Top Twelve Picture Book Read-Alouds for Halloween

I’ve been so busy lately with other projects and volunteering in my kids’ schools that I still haven’t gotten to writing TATTLER #3, which will highlight David McPhail’s wonderfully compassionate book The Teddy Bear. I hope hope hope to get to that soon. In the meantime, Halloween themes — witches, monsters, spooky ghost stories — fascinate kids and fuel their imaginations. Take advantage of this with great Halloween read-alouds that provide opportunities for learning and thinking as well! Here is a list (in alphabetical order) of my 12 favorite picture book read alouds for Halloween (some specifically Halloween, others with Halloween–related themes).

1. A Very Witchy Spelling Bee (by George Shannon). 

This is a fun and witty read-aloud that combines “double spells” (spelling words and casting spells), clever wordplay, and a lesson on perseverance and friendship. With so many possible outcomes throughout the story, it is also great for encouraging kids to make predictions. A great new Halloween treat!! (Kinder – 4th grade)

2. Big Pumpkin (by Erica Silverman). 

This little gem of a Halloween book has been around for more than twenty years, but I just discovered it! A witch plants a pumpkin seed that grows too large to pull from the vine, and a succession of traditional Halloween monster passers-by attempt to help her. Its repetitive, cumulative, rhyming text make it a rollicking read-aloud that inspires participation and prediction. After reading the last page, ask kids to predict what will happen with the new pumpkin seed that the witch plants! Will the seed grow into a normal sized pumpkin, or will it grow too big again? Kids can even make a new last page to the book, writing or dictating the words and adding an illustration. Kids can also be encouraged to discuss some of its important themes — of helping others, teamwork, and that even small creatures can make a positive difference! (Preschool – 2nd grade)

3. Bone Soup (by Cambria Evans).

This is an engaging and funny Halloween-themed adaptation of the classic book Stone Soup, with whimsically spooky illustrations. After reading this aloud, share ideas about how this version is similar to and different from the original Stone Soup (text-to-text connections, an important comprehension strategy). Also, encourage text-to-self connections with this question: “What would you do if you knew that Finnigin were about to visit your house as you were getting ready to eat your favorite meal? How would you prepare? (Kinder – 3rd grade)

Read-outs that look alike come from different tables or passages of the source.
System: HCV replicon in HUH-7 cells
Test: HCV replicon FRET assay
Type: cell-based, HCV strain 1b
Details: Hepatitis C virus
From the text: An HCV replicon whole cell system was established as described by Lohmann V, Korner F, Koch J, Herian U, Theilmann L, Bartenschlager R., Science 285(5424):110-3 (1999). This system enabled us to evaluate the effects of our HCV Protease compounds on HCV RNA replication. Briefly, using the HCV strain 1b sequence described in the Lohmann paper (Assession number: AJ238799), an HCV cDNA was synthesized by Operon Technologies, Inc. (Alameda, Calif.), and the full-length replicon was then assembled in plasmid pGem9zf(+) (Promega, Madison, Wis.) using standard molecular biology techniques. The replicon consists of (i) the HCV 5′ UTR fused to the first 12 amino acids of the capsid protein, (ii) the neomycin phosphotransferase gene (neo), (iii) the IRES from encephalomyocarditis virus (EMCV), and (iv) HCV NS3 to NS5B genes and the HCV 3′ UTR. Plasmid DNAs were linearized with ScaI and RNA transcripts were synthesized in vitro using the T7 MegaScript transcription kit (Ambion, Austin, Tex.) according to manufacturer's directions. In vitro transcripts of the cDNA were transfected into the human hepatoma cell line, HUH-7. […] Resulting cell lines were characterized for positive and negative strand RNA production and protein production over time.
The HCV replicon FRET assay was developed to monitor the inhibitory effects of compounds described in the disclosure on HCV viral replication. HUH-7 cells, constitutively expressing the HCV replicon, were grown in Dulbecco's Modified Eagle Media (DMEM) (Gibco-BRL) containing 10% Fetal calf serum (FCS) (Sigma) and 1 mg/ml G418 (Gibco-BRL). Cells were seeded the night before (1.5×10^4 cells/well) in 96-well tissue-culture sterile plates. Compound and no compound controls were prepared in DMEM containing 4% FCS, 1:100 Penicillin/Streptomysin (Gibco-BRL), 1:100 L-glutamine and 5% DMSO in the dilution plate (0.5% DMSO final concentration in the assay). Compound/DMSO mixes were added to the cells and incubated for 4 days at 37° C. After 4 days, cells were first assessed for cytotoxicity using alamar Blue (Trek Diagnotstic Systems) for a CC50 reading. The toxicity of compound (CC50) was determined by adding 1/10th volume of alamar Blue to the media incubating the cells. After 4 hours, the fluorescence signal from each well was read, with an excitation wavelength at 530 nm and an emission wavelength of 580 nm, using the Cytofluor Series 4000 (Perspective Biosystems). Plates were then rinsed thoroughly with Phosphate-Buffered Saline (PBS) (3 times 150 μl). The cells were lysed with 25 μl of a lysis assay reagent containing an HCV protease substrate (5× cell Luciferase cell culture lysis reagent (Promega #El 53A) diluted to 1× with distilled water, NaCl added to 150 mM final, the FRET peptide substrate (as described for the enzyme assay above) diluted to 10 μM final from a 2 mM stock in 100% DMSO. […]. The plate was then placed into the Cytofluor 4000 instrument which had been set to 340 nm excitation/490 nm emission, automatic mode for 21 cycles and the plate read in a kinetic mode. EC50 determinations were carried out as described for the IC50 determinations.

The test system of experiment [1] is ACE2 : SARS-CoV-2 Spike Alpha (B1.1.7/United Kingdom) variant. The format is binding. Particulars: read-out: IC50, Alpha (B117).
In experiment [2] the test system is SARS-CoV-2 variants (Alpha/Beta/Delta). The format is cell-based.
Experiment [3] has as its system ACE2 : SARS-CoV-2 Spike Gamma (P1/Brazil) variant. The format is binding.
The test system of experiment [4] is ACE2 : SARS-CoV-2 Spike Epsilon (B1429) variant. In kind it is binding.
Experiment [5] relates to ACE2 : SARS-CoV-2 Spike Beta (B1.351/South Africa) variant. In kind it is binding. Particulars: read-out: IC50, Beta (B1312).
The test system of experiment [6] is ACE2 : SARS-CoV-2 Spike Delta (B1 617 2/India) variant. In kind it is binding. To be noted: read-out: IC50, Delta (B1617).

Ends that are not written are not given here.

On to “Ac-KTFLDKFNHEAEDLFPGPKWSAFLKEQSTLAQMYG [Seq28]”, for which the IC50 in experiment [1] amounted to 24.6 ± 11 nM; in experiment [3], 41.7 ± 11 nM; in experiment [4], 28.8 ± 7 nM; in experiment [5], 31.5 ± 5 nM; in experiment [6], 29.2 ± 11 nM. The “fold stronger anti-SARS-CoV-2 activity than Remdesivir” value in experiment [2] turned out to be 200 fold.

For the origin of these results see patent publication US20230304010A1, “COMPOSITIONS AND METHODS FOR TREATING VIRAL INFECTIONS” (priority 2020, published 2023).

4. Creepy Carrots (by Aaron Reynolds).

This is a silly, clever, and suspenseful story about a rabbit who fears that his favorite treats are out to get him. It is a great choice for working on many of the most important comprehension strategies: predicting (because it keeps you guessing until the very end); identifying key story elements (“Who are the characters? Where does the story take place? What is the problem in the story? How was the problem solved?); and identifying the message (Greed isn’t good!). Serve up a plate of carrots while reading this for a fun and healthy bonus! (Kinder  – 2nd grade)

5. How Many Seeds in a Pumpkin (by Margaret McNamara).

This is a fantastic Halloween- and Thanksgiving-themed read-aloud that inspires mathematical and scientific thinking in the context of a good story! The teacher challenges the class to consider how many seeds are in each of the small, medium, and large pumpkins; as the class conducts this experiment, the student characters in the story as well as “students” listening to it join together to hypothesize, estimate, skip count, measure, graph, and learn pumpkin facts. It works perfectly to read alongside a hands-on experiment at home or in the classroom, so get three of your own pumpkins and test out which one has the most seeds! This one also has a great message — “Small things have a lot going on inside of them”! (Kinder – 3rd grade)

6. Pumpkin Jack (by Will Hubbell).

It can be SO hard to find engaging read-alouds that convey factual information. This one does just that — embedding the life cycle of a pumpkin through the seasons into a narrative storyline about a boy and his beloved jack-o-lantern. The storied nature of the text invites numerous text-to-self connections (e.g., Have you ever named your carved pumpkin? Have you ever kept a pumpkin so long that it deteriorated like the one in this book?), which makes the informational aspects of the text that much more accessible. The book also provides inspiration for a great hands-on science connection — kids would get a kick out of seeing what happens to their own jack-o-lantern through the seasons! And it’s a great opportunity for writing about/journaling the process as well! (Preschool – 2nd grade)